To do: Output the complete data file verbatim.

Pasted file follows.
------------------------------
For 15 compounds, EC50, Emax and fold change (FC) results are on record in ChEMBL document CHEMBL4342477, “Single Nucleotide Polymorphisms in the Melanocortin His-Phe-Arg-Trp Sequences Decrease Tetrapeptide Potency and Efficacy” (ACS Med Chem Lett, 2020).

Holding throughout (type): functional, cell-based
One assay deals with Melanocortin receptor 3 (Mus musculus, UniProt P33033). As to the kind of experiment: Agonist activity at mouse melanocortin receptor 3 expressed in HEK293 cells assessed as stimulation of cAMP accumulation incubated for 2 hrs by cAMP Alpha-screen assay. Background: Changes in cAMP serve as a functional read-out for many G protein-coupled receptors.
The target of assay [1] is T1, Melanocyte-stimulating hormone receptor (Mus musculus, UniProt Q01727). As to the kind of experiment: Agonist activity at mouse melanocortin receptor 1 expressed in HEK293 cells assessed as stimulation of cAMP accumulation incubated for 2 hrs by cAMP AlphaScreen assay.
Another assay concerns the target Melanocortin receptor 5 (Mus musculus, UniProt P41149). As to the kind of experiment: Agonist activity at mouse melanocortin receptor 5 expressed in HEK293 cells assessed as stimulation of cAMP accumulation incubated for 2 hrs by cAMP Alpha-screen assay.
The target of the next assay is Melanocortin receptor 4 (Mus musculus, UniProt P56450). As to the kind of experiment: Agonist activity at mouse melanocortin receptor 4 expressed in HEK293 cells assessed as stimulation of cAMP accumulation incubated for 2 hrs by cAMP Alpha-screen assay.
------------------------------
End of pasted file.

For 15 compounds, EC50, Emax and fold change (FC) results are on record in ChEMBL document CHEMBL4342477, “Single Nucleotide Polymorphisms in the Melanocortin His-Phe-Arg-Trp Sequences Decrease Tetrapeptide Potency and Efficacy” (ACS Med Chem Lett, 2020).

Holding throughout (type): functional, cell-based
One assay deals with Melanocortin receptor 3 (Mus musculus, UniProt P33033). As to the kind of experiment: Agonist activity at mouse melanocortin receptor 3 expressed in HEK293 cells assessed as stimulation of cAMP accumulation incubated for 2 hrs by cAMP Alpha-screen assay. Background: Changes in cAMP serve as a functional read-out for many G protein-coupled receptors.
The target of assay [1] is T1, Melanocyte-stimulating hormone receptor (Mus musculus, UniProt Q01727). As to the kind of experiment: Agonist activity at mouse melanocortin receptor 1 expressed in HEK293 cells assessed as stimulation of cAMP accumulation incubated for 2 hrs by cAMP AlphaScreen assay.
Another assay concerns the target Melanocortin receptor 5 (Mus musculus, UniProt P41149). As to the kind of experiment: Agonist activity at mouse melanocortin receptor 5 expressed in HEK293 cells assessed as stimulation of cAMP accumulation incubated for 2 hrs by cAMP Alpha-screen assay.
The target of the next assay is Melanocortin receptor 4 (Mus musculus, UniProt P56450). As to the kind of experiment: Agonist activity at mouse melanocortin receptor 4 expressed in HEK293 cells assessed as stimulation of cAMP accumulation incubated for 2 hrs by cAMP Alpha-screen assay.